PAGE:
Soundbar vs Sound base, which is better?

Sadly, not everyone has the money or space to have a more traditional 5.1 speaker system with surround receiver for their home theater setup. For that matter a lot of people likely don't care. Today you have choices of many ways to make your TV sound better.
Soundbar with sub and surround speakers

What is a soundbar or sound base?

Basically a soundbar is a powered speaker. In most cases they are 2.1 speaker systems, meaning they have a left and right channel with a possible external bass speaker. Therefore the 1 in the 2.1. Though they leave out the center channel speaker where dialog usually comes from they often do a decent job of faking out your ears by using electronics to hear the stereo in a broader pattern and the voices dead center.

What is the difference between a sound bar and a sound base?

Typical soundbar without subwoffer
A soundbar is simply a bar with 2 or 3 channels of speakers in it that sits either in front of or mounted on the wall under your TV. They sometimes will have a subwoofer wired or wireless to add bass. Most sound bars need the subwoofer to produce reasonable movie theater bass since they are relatively small.

A Sound base has a wider, deeper box that sits "under" your television. One advantage is that it allows for a much larger cavity for an integrated bass speaker, eliminating the need for a separate subwoofer. Sound base's were originally popularized by ZVox but are now made by just about everyone.

Take a trip to your local big box or warehouse store to listen to a few of the soundbars and sound bases. Newer models sound remarkably good for casual movie watching.
Typical Sound base

Features to look for:

  • 2.1 meaning they have integrated bass
  • 3.1 meaning they also have a center channel in addition to a bass speaker
  • Dolby
  • Surround (usually electornically produced so you don't need additional speakers)
  • Bluetooth to hook up your phone
Pricing usually runs between $70 and $400 an up depending on brand and overall quality. Caution on spending more than $400 on an item like this, the returns are diminishing. Once you get above this price point I'd steer you toward a full 5.2 or 7.1 speaker system with a receiver for a much better surround experience. 

Which is better? 

This depends on your specific needs and taste. If your TV is wall mounted a sound bar will almost always be the better choice. If your TV sits on a piece of furniture and you don't want something sitting in front of the TV than a sound base is an excellent choice and will offer great bass without the hassle of finding a home for a subwoofer. 

What's the difference between noise isolating and cancelling headphones

If you want to stop noise from getting into your music there are a few options to consider. There are lots of options and lots of confusing terms to deal with to determine the best noise cancelling option for you.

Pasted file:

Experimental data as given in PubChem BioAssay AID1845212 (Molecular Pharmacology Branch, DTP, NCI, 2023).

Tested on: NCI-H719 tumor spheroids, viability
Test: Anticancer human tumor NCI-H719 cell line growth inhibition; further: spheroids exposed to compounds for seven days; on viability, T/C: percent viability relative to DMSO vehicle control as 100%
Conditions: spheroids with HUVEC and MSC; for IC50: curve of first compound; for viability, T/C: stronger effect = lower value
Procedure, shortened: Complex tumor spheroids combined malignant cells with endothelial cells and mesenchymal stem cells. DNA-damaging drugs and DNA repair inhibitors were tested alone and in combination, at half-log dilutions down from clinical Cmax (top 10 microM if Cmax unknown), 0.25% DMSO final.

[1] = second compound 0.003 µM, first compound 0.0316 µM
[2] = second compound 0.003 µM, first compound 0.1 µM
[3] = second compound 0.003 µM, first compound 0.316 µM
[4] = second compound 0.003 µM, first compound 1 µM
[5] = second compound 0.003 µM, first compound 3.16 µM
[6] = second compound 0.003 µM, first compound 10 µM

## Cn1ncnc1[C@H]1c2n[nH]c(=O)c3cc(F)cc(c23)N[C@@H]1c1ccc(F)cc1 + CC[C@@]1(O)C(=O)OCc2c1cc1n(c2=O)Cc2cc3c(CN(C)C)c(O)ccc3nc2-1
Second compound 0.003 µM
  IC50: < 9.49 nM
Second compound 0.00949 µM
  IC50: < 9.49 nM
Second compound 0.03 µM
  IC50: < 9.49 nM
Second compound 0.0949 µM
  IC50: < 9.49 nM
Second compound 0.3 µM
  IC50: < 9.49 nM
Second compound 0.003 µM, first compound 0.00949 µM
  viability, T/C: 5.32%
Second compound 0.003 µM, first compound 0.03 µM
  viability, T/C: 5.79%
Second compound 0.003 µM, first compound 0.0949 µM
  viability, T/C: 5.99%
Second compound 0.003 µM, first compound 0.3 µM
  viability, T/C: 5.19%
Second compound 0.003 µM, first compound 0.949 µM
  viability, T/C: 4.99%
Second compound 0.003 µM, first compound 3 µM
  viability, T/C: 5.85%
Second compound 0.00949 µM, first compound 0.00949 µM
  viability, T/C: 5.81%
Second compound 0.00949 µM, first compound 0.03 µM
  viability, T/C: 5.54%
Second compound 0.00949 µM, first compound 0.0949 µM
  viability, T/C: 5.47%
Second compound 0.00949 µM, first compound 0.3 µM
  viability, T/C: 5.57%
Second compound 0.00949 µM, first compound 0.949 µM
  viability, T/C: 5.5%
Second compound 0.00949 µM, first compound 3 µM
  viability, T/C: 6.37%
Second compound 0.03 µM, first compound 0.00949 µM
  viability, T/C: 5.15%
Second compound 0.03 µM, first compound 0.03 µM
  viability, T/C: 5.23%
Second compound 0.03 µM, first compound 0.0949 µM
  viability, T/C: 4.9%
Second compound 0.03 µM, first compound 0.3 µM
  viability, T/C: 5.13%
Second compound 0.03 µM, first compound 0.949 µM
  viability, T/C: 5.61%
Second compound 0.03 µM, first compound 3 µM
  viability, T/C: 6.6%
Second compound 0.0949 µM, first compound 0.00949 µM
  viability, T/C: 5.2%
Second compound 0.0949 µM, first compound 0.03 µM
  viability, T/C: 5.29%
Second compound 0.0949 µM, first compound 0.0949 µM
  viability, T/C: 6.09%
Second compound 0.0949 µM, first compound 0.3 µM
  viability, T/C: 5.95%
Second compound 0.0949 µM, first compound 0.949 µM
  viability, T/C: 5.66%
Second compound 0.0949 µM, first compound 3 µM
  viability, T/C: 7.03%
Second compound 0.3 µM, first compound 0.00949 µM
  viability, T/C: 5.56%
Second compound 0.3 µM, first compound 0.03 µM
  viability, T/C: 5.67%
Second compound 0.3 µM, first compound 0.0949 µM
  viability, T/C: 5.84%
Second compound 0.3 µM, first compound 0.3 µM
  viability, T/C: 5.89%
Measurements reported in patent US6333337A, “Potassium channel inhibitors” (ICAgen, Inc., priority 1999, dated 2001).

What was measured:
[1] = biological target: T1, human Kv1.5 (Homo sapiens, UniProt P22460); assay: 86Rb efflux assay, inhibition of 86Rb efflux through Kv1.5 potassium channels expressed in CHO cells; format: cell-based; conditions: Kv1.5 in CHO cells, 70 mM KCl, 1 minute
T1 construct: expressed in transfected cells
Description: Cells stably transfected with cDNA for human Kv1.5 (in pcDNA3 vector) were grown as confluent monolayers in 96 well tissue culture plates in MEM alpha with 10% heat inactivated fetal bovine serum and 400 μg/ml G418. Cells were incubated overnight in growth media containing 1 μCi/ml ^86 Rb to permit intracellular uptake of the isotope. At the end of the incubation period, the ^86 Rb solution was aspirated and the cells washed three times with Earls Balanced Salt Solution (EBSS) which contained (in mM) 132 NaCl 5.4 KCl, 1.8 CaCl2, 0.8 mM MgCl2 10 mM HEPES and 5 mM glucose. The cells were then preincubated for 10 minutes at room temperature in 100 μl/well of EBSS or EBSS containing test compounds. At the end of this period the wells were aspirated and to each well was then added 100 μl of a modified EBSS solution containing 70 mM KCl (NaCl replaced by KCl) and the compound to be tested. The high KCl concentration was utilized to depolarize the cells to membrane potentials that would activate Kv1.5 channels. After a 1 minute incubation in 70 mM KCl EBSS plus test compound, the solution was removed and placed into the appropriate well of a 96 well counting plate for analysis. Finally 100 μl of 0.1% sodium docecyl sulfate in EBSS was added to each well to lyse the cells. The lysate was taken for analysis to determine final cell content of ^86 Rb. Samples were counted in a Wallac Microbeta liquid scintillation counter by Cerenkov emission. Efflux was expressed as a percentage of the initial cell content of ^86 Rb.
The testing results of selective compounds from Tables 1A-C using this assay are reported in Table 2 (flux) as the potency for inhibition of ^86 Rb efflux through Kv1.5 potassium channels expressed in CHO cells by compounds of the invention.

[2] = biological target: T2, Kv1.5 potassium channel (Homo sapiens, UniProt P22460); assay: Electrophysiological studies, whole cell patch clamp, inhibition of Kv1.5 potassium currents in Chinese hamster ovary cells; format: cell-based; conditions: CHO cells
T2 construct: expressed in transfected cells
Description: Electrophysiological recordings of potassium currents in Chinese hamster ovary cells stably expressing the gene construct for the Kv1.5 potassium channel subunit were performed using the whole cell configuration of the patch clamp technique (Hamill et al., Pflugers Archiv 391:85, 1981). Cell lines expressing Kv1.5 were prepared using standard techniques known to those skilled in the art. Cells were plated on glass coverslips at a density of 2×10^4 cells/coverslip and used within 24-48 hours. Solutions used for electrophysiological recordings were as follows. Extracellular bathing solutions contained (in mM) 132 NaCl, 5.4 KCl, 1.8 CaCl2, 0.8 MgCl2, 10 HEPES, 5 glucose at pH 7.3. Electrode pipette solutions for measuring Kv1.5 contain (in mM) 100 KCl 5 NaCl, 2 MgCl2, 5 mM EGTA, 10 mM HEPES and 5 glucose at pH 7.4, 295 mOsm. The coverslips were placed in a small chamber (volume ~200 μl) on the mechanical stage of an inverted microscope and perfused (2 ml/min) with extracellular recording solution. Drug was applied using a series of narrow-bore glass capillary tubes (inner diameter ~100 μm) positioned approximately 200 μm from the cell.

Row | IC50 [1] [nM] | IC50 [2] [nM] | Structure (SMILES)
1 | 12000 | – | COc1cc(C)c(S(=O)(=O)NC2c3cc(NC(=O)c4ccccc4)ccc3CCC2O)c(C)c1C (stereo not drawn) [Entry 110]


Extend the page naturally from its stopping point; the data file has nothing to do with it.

How noise cancelling headphones work

Noise cancelling headphones reduce external noise by cancelling out certain consistent frequencies they "listen" to in your environment with a microphone. They use that to cancel that sound with an off-setting out before it reaches your ear. There are technical explanations here but in genearl they work very well for things like jet engines, air conditioning, tire noise, vacuum cleaners and anything else that has a constant droning sound. Unfortunately noise canceling will do nothing to keep you from hearing the person in the cube next to your or your kids.

What are noise isolating headphones?

Noise Isolating in ear
Noise isolating headphones reduce all external noise equally, no matter what the source is, even talking. How do they work? They accomplish this by physically blocking outside noise from reaching your ears. Over ear headphones with enclosed backs do this well as do in-ear headphones which fit snugly inside your ear canal. Open air headphones of any type will not be noise isolating.

Types of noise cancelling headphones and earbuds
Bose In ear buds

As mentioned there are closed back and in-ear noise cancelling. Both work equally as well. It depends on if which style you're more comfortable with. Personally over ear head phones with a few exceptions (higher end Sony headphones) will start hurting my ears after about an hour or two. If you have smaller ears this may not be a problem for you.
Bose Closed Back over ear

Closed back over ear headphones

Over ear noise cancelling headphones offer good isolation of external noise as well as comfort to those who prefer not to stick something in their ear canal. They also have the benefit of having the electronics that do the noise cancellation inside the headphone.

In ear, or ear bud noise cancelling headphones will fully block the ear canal offering some isolation in addition to electronic cancellation but have an small external box to house the electronics. For me this is worth it but you might find it annoying. Be very careful that what you're getting has active electronics and is not a noise isolating headphone purporting to have cancellation.

Which is better?

If you are trying to block out white noise type sounds like a jet engine then noise cancelling is the way to go. If you want to partially block our your coworkers than noise isolating works just as well. As for in ear or over ear it depends on which you're more comfortable with. If you usually wear over ear headphones then that's your best choice. If you prefer in ear headphones like I do, then that's the way to go.

Which do you perfer?

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